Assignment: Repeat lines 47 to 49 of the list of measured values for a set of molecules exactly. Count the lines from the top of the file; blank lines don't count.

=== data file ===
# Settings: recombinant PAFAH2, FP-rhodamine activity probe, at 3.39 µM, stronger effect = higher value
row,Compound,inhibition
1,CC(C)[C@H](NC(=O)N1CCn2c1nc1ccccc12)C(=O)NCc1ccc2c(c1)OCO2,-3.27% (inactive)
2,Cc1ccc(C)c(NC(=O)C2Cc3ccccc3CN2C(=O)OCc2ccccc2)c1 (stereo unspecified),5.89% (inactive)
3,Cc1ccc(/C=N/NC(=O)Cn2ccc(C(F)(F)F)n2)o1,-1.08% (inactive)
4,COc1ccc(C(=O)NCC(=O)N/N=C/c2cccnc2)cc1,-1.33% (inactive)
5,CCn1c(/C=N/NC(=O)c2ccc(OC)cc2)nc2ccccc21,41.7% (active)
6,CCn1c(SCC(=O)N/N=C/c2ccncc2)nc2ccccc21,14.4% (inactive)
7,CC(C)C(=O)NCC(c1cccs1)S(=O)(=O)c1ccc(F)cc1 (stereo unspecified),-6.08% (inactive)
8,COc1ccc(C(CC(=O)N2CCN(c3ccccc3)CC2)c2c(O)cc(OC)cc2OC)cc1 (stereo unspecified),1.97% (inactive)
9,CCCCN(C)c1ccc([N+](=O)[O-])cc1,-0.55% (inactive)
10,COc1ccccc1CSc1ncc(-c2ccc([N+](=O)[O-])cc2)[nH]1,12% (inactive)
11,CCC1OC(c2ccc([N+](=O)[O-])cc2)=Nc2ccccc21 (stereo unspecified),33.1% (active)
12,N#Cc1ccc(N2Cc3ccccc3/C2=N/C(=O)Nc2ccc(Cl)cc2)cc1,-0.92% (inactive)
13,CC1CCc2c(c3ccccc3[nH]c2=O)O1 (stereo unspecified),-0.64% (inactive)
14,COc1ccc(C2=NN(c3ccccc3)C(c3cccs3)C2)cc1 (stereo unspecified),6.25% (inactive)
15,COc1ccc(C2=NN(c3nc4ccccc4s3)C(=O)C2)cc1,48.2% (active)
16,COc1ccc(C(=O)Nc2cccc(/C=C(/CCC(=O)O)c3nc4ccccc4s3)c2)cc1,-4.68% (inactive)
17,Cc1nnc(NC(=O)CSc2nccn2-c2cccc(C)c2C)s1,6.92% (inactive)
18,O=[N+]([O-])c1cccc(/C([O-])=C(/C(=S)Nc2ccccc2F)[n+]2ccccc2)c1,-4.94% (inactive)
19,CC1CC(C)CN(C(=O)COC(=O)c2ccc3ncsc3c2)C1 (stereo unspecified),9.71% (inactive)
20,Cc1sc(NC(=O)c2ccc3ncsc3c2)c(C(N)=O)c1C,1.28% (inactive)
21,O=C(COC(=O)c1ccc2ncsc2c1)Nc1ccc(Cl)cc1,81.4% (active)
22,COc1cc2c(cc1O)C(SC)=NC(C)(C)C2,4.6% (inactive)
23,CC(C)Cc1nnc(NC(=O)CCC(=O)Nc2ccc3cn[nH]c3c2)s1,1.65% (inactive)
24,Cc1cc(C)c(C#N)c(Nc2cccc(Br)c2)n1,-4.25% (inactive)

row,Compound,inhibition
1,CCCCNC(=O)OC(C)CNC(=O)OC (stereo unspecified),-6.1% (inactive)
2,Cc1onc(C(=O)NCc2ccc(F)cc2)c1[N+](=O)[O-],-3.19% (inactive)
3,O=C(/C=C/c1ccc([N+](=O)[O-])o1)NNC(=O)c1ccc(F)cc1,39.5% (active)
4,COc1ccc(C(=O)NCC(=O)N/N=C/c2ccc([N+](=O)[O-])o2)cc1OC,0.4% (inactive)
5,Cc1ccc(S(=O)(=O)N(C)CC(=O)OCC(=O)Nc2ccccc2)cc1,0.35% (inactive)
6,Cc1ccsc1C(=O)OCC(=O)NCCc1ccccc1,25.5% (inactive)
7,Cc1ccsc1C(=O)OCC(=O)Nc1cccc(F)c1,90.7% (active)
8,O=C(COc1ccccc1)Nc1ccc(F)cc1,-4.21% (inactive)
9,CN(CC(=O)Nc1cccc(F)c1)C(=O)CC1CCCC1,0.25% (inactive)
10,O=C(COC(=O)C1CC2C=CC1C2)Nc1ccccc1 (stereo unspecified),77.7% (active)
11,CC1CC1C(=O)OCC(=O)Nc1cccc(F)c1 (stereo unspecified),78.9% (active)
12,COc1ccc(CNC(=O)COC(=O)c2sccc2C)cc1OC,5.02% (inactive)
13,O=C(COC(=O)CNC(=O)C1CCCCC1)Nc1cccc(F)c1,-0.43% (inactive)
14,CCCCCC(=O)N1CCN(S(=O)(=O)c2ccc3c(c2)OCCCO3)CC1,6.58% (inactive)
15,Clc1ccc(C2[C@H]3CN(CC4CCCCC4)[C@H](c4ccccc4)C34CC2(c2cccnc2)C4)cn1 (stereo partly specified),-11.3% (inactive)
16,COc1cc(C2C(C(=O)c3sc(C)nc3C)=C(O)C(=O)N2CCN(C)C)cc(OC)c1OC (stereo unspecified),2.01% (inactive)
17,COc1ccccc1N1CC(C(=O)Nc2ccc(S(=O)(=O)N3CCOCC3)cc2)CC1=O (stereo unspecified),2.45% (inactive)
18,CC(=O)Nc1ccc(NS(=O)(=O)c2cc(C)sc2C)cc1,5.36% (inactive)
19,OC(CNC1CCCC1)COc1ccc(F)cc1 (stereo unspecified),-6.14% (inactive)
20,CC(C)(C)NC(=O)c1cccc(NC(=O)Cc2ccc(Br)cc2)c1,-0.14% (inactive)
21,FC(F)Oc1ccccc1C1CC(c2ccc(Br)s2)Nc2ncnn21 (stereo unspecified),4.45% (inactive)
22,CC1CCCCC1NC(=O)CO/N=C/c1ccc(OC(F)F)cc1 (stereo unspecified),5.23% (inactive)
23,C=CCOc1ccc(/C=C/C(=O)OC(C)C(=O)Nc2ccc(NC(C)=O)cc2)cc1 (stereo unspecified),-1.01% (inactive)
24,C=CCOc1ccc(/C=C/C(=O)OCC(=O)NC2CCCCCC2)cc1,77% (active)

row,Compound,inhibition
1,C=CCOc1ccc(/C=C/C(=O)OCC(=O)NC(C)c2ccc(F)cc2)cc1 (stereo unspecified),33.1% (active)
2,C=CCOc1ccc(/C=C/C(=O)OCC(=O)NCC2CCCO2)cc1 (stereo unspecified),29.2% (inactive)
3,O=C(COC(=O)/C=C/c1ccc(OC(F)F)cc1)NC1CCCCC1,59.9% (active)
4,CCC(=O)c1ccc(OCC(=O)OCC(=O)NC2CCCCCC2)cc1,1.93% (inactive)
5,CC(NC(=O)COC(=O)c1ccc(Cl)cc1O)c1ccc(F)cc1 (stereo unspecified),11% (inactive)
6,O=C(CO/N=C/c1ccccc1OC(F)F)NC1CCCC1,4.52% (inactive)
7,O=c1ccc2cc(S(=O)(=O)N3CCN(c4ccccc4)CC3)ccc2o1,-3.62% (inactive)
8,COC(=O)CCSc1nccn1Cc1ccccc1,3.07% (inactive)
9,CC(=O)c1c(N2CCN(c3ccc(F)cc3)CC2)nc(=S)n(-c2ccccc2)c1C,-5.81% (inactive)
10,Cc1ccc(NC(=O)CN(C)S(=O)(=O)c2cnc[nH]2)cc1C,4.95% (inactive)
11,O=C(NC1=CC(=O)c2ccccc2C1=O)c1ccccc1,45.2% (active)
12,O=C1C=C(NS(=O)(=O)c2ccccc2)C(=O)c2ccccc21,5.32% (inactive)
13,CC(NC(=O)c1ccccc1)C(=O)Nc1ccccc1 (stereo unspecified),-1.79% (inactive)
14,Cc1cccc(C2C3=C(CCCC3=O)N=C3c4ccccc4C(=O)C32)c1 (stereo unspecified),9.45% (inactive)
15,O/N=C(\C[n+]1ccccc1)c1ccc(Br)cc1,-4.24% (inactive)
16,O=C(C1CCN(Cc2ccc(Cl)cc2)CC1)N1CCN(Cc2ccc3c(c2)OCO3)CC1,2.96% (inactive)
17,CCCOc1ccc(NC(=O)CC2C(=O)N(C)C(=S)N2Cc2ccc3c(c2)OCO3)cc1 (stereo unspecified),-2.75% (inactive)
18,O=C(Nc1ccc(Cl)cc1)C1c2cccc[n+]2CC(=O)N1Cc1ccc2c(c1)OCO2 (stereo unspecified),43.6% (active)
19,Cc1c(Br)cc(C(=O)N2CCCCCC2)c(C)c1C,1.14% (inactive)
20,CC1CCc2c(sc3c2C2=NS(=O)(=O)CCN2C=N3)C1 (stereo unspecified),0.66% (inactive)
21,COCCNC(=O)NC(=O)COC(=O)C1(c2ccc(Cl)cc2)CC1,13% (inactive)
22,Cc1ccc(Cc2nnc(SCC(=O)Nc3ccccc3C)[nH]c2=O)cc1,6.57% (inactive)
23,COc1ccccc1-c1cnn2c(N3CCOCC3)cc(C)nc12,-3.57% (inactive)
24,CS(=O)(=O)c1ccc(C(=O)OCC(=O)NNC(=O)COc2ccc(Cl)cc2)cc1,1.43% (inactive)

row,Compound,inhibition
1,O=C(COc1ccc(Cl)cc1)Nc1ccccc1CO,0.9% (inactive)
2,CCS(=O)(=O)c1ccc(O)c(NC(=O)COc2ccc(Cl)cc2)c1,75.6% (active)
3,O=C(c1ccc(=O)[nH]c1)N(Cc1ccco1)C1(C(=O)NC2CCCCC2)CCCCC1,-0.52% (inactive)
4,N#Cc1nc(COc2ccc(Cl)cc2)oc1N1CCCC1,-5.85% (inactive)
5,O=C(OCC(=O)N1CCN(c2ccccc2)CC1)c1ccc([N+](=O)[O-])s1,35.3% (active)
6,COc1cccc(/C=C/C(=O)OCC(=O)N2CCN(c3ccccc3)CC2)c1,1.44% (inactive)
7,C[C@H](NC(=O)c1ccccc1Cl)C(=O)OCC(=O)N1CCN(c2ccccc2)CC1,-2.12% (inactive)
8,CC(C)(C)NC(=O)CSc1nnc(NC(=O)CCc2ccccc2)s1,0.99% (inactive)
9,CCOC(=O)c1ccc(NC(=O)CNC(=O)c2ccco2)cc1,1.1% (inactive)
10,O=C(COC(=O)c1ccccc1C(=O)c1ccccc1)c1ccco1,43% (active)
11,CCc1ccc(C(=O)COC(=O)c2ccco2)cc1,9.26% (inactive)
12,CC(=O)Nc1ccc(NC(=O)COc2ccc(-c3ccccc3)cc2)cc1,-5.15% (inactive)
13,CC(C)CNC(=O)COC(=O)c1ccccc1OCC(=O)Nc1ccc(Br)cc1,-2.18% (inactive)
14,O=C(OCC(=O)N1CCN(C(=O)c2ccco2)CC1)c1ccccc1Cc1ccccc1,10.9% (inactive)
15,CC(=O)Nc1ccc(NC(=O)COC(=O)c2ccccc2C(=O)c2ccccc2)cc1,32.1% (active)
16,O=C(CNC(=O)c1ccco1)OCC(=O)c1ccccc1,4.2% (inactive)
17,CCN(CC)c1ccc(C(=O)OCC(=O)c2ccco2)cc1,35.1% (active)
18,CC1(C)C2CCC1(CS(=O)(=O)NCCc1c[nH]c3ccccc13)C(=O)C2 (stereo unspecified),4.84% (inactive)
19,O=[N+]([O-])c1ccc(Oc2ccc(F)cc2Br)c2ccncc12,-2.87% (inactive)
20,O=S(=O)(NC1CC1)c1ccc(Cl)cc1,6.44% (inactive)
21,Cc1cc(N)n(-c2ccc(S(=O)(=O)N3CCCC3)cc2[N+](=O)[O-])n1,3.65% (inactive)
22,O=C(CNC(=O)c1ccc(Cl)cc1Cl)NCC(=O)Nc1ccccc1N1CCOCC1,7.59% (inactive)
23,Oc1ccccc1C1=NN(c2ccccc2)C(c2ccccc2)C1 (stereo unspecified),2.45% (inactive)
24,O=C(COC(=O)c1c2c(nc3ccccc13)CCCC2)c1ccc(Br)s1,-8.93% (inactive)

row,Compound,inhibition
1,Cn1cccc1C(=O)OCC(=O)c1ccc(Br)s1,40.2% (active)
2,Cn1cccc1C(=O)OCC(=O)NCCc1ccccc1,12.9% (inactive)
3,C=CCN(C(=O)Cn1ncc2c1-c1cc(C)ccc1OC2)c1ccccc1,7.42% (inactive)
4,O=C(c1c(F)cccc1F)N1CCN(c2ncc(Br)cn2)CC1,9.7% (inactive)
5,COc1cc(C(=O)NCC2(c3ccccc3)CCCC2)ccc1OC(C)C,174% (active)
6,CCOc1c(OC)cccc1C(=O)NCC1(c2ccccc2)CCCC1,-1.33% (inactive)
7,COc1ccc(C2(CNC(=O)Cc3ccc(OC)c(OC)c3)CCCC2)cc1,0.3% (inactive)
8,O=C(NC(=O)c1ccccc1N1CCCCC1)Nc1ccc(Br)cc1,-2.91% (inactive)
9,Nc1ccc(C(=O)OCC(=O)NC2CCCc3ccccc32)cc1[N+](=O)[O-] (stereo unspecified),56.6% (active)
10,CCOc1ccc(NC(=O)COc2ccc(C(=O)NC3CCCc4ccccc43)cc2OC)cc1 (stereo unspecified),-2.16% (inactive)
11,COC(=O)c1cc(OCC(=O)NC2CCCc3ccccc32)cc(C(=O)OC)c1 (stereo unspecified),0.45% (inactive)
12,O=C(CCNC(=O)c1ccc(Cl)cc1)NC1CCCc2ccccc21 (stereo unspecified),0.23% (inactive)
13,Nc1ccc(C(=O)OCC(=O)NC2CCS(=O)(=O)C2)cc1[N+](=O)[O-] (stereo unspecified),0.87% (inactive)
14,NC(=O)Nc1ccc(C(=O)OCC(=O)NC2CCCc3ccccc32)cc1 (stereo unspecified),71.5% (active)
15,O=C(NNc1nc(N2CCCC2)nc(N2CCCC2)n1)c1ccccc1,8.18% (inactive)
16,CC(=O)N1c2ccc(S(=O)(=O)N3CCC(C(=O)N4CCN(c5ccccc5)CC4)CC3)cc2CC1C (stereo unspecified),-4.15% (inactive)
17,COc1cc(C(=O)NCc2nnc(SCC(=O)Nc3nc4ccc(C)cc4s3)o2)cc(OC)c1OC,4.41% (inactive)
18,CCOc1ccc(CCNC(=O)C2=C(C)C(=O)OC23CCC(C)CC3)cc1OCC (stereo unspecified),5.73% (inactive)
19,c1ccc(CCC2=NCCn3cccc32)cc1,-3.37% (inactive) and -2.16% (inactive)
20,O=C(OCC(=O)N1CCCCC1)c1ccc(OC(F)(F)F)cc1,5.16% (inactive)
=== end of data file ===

20,CC(C)(C)NC(=O)c1cccc(NC(=O)Cc2ccc(Br)cc2)c1,-0.14% (inactive)
21,FC(F)Oc1ccccc1C1CC(c2ccc(Br)s2)Nc2ncnn21 (stereo unspecified),4.45% (inactive)
22,CC1CCCCC1NC(=O)CO/N=C/c1ccc(OC(F)F)cc1 (stereo unspecified),5.23% (inactive)